How OSU cancer center is revolutionizing clinical trials through telehealth

Columbus-based Ohio State University Comprehensive Cancer Center–The James researchers are preparing to launch a first-of-its-kind cancer clinical trial for a "smart drug" over telehealth.

The virtual trial will utilize a drug that targets the gene that causes fibroblast growth factor receptors to mutate in people with pancreatic cancer. Patients will be shipped an oral drug, which has already been approved by the FDA for liver cancer, participate in regular telehealth visits with the researchers, but do all their normal follow-up care and tests, such as blood work and CAT scans, with their local oncologists, Sameek Roychowdhury, MD, a medical oncologist at The James and lead researcher, told Becker's.

"There's a lot of inertia to go back to the way trials used to be as the COVID-19 pandemic has ended," Dr. Roychowdhury said. "We're trying to fight that inertia. We learned how to do [virtual trials]. Why can't we still do it?"

Dr. Roychowdhury said he and his team were inspired by patients during the COVID-19 pandemic to spearhead this change in trial operation. 

"In the first days of the pandemic, we had a patient who reached out to us because she had a gene that matched our trial, and we needed to find a way to offer it to her," he said. "For the first six weeks of the clinical trial [which was a basket trial for another oral FGFR inhibitor] she participated all by telehealth. The first time I met her, we were like, 'hey, it's you,' and we gave each other a hug. She did well on that treatment for over two and a half years. That experience stuck with me. I realized that [virtual trials] are feasible, and we were allowed to do that in an emergency situation. But it made many of us start to think, 'maybe we should be doing it on purpose.'"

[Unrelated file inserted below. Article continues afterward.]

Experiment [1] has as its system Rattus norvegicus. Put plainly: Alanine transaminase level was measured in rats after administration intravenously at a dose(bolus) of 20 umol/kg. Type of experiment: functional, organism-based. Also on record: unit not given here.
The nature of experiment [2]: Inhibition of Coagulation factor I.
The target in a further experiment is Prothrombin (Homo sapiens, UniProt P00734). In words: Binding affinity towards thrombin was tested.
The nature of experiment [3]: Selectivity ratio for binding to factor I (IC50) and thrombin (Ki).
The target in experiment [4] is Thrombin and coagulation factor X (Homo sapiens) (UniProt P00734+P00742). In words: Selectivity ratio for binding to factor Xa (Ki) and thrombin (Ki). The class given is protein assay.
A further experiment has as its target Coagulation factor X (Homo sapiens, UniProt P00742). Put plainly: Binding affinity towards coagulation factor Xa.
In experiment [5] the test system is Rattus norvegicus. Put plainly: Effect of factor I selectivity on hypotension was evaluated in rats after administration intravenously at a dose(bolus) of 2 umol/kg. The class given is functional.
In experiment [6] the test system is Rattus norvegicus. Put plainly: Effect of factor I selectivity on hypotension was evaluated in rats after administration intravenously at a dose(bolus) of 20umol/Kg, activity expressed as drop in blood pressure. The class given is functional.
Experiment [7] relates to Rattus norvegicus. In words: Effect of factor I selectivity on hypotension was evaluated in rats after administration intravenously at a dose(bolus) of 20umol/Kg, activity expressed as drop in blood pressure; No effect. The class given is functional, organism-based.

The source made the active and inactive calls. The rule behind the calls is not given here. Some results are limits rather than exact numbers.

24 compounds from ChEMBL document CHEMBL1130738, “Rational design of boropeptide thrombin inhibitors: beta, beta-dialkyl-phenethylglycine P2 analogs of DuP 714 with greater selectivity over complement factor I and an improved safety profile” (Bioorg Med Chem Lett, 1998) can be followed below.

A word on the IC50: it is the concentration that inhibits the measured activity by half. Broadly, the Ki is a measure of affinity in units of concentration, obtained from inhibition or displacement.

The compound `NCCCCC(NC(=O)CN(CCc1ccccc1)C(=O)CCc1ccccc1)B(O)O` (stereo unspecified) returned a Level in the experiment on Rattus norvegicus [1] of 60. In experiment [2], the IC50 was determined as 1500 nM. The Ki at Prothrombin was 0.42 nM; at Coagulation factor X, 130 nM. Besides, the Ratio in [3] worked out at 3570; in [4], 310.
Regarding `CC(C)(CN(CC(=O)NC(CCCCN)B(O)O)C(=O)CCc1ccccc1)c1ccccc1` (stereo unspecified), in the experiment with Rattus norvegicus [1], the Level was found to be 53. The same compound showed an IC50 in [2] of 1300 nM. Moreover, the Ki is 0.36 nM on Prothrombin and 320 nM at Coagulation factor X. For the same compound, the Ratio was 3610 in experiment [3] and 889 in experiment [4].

For trials of specific cancers, such as pancreatic cancer with a FGFR mutation that occurs in roughly 0.5 percent of patients, telehealth not only reduces costs, but it can give access to patients regardless of location. "It can help advance this idea of individualized, personalized cancer therapy based on your cancer," Dr. Roychowdhury said.

Although telehealth trials are virtually unheard of now, Dr. Roychowdhury said they may have an important part to play in the future of clinical trials.

"I think [our trial] is a good place to start for a prototype, but as we evolve and gain experience this question is going to be important: What things are appropriate for a telehealth enabled clinical trial? We'll learn as we go. There may be certain treatments that might not be ready for that, but I'm looking forward to that challenge."

Dr. Roychowdhury's trial is expected to open by the end of the year. He said they are currently accepting referrals on their registry. He encourages all patients to get genetic testing to see whether smart drug trials may help them.

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